If Adebayor didn’t exist then Dempsey would probably be public enemy number one. The American offers very little to Spurs, yet somehow continues to score big goals. It is perhaps one of the biggest conundrums at Spurs; can you afford to drop a man who achieves a great deal, by doing very little?

The goals which sealed the victory and City’s limp attempt at retaining their title were pure uncut glory though. Spurs winning the ball in midfield through cohesive and intense pressure, then two passes later, the net was rippling, the crowd jumping and the players and management all over each other.

Defoe showed that he may be a one trick pony, but when he is allowed the space to pull off that trick, he is deadly. Bale’s goal was typical of the Welshman, one touch, a second then an exquisite finish but we shouldn’t forget Huddlestone’s part in it. A tackle, a charge up-field then a perfectly weighted pass, simple, but beautiful.

What made the result even sweeter was the pessimism that surrounded the game pre kick-off. Pessimism that to be fair originated from BBC, SKY and other experts, for the most part White Hart Lane believed that Spurs could claim three important points, even after Samir Nasri had poked City into a 1-0 lead.

Over the past few months much has been made of Tottenham’s failure to sign a “World Class” striker, or even one who holds the ball up and occasionally scores, but City offered us food for thought on Sunday. With the game slipping away they didn’t pluck a proven striker, or a Hot Prospect from the bench to reinvigorate their pedestrian front line, instead threw Joleon Lescott upfront.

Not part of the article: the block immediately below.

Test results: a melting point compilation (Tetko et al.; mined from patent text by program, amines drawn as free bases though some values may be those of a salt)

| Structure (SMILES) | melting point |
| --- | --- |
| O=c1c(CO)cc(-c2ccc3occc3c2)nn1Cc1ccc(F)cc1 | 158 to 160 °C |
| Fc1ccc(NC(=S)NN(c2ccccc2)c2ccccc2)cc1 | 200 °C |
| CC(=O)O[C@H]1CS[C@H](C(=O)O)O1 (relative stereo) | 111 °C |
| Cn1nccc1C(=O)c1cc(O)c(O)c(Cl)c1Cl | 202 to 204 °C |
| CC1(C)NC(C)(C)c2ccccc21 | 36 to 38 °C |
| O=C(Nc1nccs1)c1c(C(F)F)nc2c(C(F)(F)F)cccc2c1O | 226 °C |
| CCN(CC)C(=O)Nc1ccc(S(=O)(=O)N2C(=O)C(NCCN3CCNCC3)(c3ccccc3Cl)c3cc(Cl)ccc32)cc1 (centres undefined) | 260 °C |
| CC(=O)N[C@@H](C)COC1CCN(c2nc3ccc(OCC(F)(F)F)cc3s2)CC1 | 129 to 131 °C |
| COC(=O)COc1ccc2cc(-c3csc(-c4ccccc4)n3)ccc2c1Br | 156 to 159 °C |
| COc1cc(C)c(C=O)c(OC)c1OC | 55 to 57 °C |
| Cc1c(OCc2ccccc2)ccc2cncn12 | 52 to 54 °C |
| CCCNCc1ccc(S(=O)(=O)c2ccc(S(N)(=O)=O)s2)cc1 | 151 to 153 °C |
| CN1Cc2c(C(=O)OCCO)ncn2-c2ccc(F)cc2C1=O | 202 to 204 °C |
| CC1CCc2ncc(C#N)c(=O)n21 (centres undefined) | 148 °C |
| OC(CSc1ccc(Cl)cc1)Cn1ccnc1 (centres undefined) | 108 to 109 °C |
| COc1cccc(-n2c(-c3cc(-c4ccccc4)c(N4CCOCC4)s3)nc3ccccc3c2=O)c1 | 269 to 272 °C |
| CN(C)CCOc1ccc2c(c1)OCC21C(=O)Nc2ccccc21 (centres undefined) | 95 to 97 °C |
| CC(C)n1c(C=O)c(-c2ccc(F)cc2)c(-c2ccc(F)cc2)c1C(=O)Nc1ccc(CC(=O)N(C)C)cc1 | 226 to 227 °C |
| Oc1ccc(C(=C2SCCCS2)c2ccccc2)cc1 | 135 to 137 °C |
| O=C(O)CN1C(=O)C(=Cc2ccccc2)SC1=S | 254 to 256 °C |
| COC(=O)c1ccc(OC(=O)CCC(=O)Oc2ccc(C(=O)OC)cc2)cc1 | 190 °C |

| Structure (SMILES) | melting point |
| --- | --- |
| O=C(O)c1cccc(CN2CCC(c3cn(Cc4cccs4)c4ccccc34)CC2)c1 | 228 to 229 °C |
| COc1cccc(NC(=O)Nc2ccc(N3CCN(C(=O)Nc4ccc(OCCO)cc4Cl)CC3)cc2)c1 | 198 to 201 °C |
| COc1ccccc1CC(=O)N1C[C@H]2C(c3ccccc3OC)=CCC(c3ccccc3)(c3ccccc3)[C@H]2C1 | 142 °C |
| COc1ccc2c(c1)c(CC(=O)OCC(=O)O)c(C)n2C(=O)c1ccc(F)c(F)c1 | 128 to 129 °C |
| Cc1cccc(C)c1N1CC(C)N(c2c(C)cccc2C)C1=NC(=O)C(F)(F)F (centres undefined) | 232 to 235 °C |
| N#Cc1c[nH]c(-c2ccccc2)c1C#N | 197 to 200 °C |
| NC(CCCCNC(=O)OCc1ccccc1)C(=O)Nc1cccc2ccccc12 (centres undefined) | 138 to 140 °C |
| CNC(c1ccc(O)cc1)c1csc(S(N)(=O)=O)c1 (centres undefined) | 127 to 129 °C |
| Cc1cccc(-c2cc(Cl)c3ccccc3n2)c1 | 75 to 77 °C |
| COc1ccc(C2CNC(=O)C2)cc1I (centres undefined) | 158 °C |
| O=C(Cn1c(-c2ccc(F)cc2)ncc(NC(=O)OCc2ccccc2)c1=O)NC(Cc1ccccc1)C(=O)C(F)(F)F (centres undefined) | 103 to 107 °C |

If City, despite their bottomless pit of money are hamstrung by a lack of available class strikers, then can you imagine where we are?

Thankfully though as Carlos Tevez and Edin Dzeko huffed and puffed for 90 minutes, we had Defoe to blow their house and title ambitions down. It may have been his first league goal since 2012, but its timing was impeccable.

Defoe is not the answer in the long term, but as short term impact sub, he remains priceless.

Wigan away for Spurs next, whilst Arsenal face Man United at home and Chelsea travel to Switzerland to face FC Basel then Swansea. Destiny is back in our own hands. If we can take the last 30 minutes from Sunday and turn it into five 90 minute performances, Champions League and possibly 3rd place will be ours.

There is always more glory to be had. Come on you Spurs!!

Only One Team in North London

March 7, 2013 1 comment

When you collect three points from your nearest rivals it’s always a wonderful feeling, but on Sunday it was even sweeter thanks to the manner of our victory. Tottenham Hotspur exposed every thing that is wrong with the toothless, spineless and totally out of touch modern day Arsenal team. As Spurs fans we have endured many days where those adjectives could have applied to us, but no more. North London is ours and an automatic Champions League place, ours to lose.